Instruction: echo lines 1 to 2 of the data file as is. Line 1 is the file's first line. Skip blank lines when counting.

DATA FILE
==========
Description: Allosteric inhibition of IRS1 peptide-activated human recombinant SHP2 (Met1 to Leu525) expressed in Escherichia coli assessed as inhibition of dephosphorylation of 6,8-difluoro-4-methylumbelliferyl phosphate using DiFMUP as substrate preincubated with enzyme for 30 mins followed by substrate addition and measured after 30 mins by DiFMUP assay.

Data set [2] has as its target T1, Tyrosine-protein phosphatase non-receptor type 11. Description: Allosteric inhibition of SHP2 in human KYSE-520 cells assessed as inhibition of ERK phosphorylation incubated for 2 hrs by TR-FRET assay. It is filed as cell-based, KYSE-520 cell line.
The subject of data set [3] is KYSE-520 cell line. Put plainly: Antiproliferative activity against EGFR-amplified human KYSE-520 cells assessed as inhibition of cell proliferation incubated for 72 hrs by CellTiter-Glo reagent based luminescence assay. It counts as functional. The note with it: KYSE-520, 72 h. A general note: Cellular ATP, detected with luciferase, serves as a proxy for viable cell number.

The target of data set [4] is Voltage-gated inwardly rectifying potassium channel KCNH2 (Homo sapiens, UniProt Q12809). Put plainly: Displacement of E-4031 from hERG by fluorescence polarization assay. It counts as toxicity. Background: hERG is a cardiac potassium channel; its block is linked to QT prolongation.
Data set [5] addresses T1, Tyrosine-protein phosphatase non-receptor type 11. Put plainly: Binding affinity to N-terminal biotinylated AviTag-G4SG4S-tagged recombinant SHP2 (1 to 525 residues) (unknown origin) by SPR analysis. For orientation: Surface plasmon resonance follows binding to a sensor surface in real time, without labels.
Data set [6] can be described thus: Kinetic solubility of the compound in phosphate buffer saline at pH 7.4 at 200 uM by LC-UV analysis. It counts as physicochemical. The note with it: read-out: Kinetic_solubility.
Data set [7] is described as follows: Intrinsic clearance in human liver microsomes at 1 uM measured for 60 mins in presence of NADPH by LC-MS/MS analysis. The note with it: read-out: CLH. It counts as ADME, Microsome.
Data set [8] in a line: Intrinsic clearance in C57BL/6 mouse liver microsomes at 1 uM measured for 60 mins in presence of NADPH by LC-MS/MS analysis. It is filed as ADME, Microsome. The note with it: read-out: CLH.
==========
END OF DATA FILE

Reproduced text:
Description: Allosteric inhibition of IRS1 peptide-activated human recombinant SHP2 (Met1 to Leu525) expressed in Escherichia coli assessed as inhibition of dephosphorylation of 6,8-difluoro-4-methylumbelliferyl phosphate using DiFMUP as substrate preincubated with enzyme for 30 mins followed by substrate addition and measured after 30 mins by DiFMUP assay.

Data set [2] has as its target T1, Tyrosine-protein phosphatase non-receptor type 11. Description: Allosteric inhibition of SHP2 in human KYSE-520 cells assessed as inhibition of ERK phosphorylation incubated for 2 hrs by TR-FRET assay. It is filed as cell-based, KYSE-520 cell line.